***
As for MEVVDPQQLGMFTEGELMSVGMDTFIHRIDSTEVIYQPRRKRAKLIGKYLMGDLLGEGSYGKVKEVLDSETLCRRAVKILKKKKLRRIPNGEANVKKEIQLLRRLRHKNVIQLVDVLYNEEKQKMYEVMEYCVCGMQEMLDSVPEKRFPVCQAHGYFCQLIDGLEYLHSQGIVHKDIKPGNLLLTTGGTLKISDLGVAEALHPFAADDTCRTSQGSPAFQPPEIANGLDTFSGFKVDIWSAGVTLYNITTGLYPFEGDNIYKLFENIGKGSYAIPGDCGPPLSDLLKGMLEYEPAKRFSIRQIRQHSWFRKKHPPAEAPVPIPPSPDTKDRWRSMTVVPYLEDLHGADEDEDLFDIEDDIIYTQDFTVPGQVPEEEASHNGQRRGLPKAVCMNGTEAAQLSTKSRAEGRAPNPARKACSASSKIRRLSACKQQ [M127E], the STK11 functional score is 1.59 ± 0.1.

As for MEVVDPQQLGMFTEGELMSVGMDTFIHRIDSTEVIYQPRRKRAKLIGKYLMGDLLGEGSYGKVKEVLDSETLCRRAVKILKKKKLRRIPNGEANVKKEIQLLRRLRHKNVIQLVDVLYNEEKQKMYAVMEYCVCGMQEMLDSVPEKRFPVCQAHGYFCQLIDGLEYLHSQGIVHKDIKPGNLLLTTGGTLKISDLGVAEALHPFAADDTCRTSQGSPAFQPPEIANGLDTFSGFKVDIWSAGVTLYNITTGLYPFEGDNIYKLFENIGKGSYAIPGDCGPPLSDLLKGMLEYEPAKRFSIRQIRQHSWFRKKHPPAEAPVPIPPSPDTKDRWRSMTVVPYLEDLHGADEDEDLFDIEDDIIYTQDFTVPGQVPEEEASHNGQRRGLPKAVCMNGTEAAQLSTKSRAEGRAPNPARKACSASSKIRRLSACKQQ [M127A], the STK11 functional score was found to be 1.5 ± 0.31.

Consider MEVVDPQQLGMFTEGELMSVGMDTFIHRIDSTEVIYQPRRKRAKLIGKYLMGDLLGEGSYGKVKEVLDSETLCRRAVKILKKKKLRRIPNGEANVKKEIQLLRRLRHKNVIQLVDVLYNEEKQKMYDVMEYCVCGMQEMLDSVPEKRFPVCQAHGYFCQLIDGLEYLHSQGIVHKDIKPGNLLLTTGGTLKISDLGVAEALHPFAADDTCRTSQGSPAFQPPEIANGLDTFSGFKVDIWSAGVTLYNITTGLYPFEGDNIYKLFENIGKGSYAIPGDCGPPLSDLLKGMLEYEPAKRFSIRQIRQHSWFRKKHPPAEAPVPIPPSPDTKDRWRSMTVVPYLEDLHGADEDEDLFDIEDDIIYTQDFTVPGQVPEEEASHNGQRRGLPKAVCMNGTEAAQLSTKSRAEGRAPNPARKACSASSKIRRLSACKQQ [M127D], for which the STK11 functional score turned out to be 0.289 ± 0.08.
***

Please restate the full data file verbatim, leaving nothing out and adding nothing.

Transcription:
As for MEVVDPQQLGMFTEGELMSVGMDTFIHRIDSTEVIYQPRRKRAKLIGKYLMGDLLGEGSYGKVKEVLDSETLCRRAVKILKKKKLRRIPNGEANVKKEIQLLRRLRHKNVIQLVDVLYNEEKQKMYEVMEYCVCGMQEMLDSVPEKRFPVCQAHGYFCQLIDGLEYLHSQGIVHKDIKPGNLLLTTGGTLKISDLGVAEALHPFAADDTCRTSQGSPAFQPPEIANGLDTFSGFKVDIWSAGVTLYNITTGLYPFEGDNIYKLFENIGKGSYAIPGDCGPPLSDLLKGMLEYEPAKRFSIRQIRQHSWFRKKHPPAEAPVPIPPSPDTKDRWRSMTVVPYLEDLHGADEDEDLFDIEDDIIYTQDFTVPGQVPEEEASHNGQRRGLPKAVCMNGTEAAQLSTKSRAEGRAPNPARKACSASSKIRRLSACKQQ [M127E], the STK11 functional score is 1.59 ± 0.1.

As for MEVVDPQQLGMFTEGELMSVGMDTFIHRIDSTEVIYQPRRKRAKLIGKYLMGDLLGEGSYGKVKEVLDSETLCRRAVKILKKKKLRRIPNGEANVKKEIQLLRRLRHKNVIQLVDVLYNEEKQKMYAVMEYCVCGMQEMLDSVPEKRFPVCQAHGYFCQLIDGLEYLHSQGIVHKDIKPGNLLLTTGGTLKISDLGVAEALHPFAADDTCRTSQGSPAFQPPEIANGLDTFSGFKVDIWSAGVTLYNITTGLYPFEGDNIYKLFENIGKGSYAIPGDCGPPLSDLLKGMLEYEPAKRFSIRQIRQHSWFRKKHPPAEAPVPIPPSPDTKDRWRSMTVVPYLEDLHGADEDEDLFDIEDDIIYTQDFTVPGQVPEEEASHNGQRRGLPKAVCMNGTEAAQLSTKSRAEGRAPNPARKACSASSKIRRLSACKQQ [M127A], the STK11 functional score was found to be 1.5 ± 0.31.

Consider MEVVDPQQLGMFTEGELMSVGMDTFIHRIDSTEVIYQPRRKRAKLIGKYLMGDLLGEGSYGKVKEVLDSETLCRRAVKILKKKKLRRIPNGEANVKKEIQLLRRLRHKNVIQLVDVLYNEEKQKMYDVMEYCVCGMQEMLDSVPEKRFPVCQAHGYFCQLIDGLEYLHSQGIVHKDIKPGNLLLTTGGTLKISDLGVAEALHPFAADDTCRTSQGSPAFQPPEIANGLDTFSGFKVDIWSAGVTLYNITTGLYPFEGDNIYKLFENIGKGSYAIPGDCGPPLSDLLKGMLEYEPAKRFSIRQIRQHSWFRKKHPPAEAPVPIPPSPDTKDRWRSMTVVPYLEDLHGADEDEDLFDIEDDIIYTQDFTVPGQVPEEEASHNGQRRGLPKAVCMNGTEAAQLSTKSRAEGRAPNPARKACSASSKIRRLSACKQQ [M127D], for which the STK11 functional score turned out to be 0.289 ± 0.08.